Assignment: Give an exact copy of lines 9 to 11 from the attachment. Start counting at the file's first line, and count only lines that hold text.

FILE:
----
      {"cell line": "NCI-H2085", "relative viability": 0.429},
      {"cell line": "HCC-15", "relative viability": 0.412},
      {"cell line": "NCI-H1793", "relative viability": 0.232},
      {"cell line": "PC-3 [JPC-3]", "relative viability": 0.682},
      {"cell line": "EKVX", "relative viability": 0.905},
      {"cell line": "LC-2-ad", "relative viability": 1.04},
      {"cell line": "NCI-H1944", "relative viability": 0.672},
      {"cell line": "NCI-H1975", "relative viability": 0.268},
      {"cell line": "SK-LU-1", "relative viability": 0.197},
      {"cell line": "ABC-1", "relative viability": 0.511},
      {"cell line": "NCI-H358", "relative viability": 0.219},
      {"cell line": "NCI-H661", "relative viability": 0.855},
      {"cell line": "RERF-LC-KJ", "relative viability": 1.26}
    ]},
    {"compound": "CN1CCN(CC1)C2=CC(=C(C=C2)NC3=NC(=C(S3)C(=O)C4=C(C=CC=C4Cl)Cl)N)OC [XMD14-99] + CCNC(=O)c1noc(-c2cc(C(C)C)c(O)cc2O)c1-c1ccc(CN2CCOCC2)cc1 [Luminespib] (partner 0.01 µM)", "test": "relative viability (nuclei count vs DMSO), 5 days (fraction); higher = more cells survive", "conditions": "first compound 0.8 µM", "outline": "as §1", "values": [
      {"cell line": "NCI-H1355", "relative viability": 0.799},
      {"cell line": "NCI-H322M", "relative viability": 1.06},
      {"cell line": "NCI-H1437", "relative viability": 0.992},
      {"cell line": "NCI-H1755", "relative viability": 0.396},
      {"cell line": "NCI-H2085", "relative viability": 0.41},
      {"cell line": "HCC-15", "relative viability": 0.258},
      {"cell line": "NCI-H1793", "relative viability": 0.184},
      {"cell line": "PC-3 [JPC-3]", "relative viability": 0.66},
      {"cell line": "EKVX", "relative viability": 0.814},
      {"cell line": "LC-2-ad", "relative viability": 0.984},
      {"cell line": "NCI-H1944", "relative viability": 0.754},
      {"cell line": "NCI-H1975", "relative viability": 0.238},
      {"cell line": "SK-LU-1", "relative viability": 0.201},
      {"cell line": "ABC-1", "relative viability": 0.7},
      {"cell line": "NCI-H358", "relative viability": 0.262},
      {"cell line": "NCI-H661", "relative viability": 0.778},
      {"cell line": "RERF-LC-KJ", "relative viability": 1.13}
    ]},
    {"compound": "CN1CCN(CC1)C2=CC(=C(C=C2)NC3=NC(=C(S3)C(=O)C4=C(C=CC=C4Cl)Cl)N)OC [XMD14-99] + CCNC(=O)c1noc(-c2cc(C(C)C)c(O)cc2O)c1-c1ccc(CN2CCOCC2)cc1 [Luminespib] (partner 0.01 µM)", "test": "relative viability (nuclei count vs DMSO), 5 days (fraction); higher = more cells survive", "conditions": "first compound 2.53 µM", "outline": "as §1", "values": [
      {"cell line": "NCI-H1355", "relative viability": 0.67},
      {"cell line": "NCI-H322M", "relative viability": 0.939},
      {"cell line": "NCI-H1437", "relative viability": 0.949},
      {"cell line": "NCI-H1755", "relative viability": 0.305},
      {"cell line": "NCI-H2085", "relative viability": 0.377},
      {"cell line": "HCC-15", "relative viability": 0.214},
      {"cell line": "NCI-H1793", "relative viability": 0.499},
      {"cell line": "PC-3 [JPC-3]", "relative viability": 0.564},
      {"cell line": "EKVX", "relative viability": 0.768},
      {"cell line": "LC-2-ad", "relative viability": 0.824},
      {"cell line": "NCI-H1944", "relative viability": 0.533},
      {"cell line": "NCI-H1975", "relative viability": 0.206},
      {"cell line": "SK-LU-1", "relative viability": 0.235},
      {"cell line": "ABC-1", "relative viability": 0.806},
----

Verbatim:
      {"cell line": "SK-LU-1", "relative viability": 0.197},
      {"cell line": "ABC-1", "relative viability": 0.511},
      {"cell line": "NCI-H358", "relative viability": 0.219},